"From the Bible to Shakespeare" announced as Winner of the 2017 American Association for Ukrainian Studies Best Book in Language, Literature, and Culture
Danylenko Author Photo.jpg

The American Association for Ukrainian Studies has announced Andrii Danylenko (Pace University) as this year's recipient of the AAUS Best Book in Language, Literature, and Culture for his volume From the Bible to Shakespeare: Pantelejmon Kuliš (1819–97) and the Formation of Literary Ukrainian (Academic Studies Press, 2016).

 

Review: Late and Post-Soviet Russian Literature: A Reader books 1 & 2

Late and Post-Soviet Russian Literature: A Reader books 1 & 2 were reviewed in The Russian Review.

Both volumes provide a valuable addition to courses on late Soviet or post-Soviet literature and culture. They contain comprehensive collections of diverse materials and include texts that were not previously translated into English, in excellent translations and supplemented with footnotes, as well as previously published texts that are less familiar to American students. While both volumes have the same editors and provide new and exciting materials for courses in late Soviet and contemporary Russian culture, they differ substantially in their structure and content. Therefore, they present different advantages and challenges for being a course textbook or supplement ... Because it includes many key authors of the period, it could be used as a stand-alone course reader. Moreover, it contains a good balance of primary and secondary texts that provide additional historical and theoretical context ... Both readers present a compelling collection of materials and well-written introductory essays that might be interesting for a scholar of Russian Studies.
— Irina Anisimova, Miami University of Ohio, Russian Review no. 76 vol. 2 April 2017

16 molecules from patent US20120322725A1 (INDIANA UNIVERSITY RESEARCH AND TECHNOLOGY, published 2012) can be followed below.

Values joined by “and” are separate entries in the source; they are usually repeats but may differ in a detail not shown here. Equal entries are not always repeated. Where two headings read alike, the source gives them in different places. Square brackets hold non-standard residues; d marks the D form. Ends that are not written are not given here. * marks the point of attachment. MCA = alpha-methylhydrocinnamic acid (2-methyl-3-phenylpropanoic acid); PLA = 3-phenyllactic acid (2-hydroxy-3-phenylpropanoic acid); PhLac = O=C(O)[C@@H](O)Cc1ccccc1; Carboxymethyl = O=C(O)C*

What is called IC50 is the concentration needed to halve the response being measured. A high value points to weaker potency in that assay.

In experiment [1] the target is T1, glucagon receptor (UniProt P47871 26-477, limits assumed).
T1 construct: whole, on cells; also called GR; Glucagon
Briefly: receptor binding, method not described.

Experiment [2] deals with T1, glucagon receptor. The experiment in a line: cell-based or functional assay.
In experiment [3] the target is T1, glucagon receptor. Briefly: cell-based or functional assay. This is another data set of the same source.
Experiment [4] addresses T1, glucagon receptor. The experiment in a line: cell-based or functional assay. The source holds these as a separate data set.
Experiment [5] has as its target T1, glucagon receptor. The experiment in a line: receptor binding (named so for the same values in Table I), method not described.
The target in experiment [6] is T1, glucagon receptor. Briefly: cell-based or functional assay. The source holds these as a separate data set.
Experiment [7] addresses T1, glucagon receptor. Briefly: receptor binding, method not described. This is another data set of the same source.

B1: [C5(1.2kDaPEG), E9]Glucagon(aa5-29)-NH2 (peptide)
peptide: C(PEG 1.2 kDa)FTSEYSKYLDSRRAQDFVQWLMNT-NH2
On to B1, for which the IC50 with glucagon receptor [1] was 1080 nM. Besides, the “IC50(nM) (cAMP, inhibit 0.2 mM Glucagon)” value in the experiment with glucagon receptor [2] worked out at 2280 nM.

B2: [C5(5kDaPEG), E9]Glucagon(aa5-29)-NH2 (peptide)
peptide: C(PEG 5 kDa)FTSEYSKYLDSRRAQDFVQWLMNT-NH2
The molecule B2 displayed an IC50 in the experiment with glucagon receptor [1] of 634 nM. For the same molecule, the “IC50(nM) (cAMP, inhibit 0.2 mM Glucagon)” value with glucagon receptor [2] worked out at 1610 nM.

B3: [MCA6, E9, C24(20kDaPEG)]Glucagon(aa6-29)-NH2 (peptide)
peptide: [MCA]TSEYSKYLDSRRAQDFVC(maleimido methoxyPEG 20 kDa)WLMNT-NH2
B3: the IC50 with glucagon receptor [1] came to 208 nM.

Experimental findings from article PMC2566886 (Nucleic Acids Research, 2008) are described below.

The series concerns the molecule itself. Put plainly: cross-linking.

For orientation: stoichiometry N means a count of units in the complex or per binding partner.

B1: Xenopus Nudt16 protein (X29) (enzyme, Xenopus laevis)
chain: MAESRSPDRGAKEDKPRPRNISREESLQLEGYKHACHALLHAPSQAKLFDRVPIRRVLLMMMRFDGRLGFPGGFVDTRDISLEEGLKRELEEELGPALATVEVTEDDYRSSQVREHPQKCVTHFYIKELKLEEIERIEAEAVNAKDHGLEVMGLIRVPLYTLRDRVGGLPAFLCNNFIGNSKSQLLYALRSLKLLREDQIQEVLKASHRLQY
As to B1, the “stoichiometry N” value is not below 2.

Review: Silent Love: The Annotation and Interpretation of Nabokov’s "The Real Life of Sebastian Knight"
Gerard de Vries offers an elegant and persuasive plea for the act of annotation ... [The Real Life of Sebastian Knight] seems to call out for the kind of scholarship and detective work already richly devoted to Lolita and Ada. This is precisely what de Vries provides. After a long chapter of notes on specific textual moments, he presents three chapters of comment on motifs in the novel, centering on questions of narrative, identity, and ‘death and beyond.’
— Michael Wood, Princeton University, The Russian Review vol 76 no. 2, April 2017
Review: Garden of Broken Statues: Exploring Censorship in Russia

Garden of Broken Statues: Exploring Censorship in Russia by Marianna Tax Choldin was reviewed in The Russian Review.

Marianna Tax Choldin’s memoir is a refreshingly personal one. Her research on Russian censorship does figure throughout the book, but it is not really at center stage. ... For me, her brief chapter ‘Dissertation and Book,’ in which she describes how her first book, A fence around the Empire, came together, is the most valuable one in the book. We need more such accounts for graduate students, nearly all of whom struggle with the immensity of their first big project. Perhaps even more valuable for junior scholars in this day and age would be reading about the course that Tax Choldin’s career took. ... Garden of Broken Statues is a delightful and engaging read ... Tax Choldin’s stories of her friendships in the worlds of librarianship and scholarship, both here and on her ‘Soviet Planet,’ as she calls it, are what most make this a book worth reading. Such stories of personal connection get to the heart of what it means to be a Western student of Russian cultural history. As the scholars of Tax Choldin’s generation retire in ever greater numbers, let us hope that we will soon see the publication of many more books like this one.
— Joe Peschio, University of Wisconsin-Milwaukee, The Russian Review no. 76 vol. 2 April 2017
Review: "Soviet Jews in World War II: Fighting, Witnessing, Remembering"

Soviet Jews in World War II: Fighting, Witnessing, Remembering, edited by Harriet Murav and Gennady Estraikh, was reviewed in Slavic and East European Journal.

The perpetrator-bystander-victim model that has by and large dominated Holocaust scholarship is challenged by the appearance of Soviet Jews in World War II: Fighting, Witnessing, Remembering, a collection of essays that examines the role of Soviet Jews as heroes during what the Soviets called the Great Patriotic War. Although the essays in the book cover different types of texts, they are united by a similar set of concerns ... demonstrating that in addition to the breadth of essays present here on the subject of the Holocaust in the Soviet context, the entire Soviet epoch ... is a treasure-trove waiting to be discovered and explored.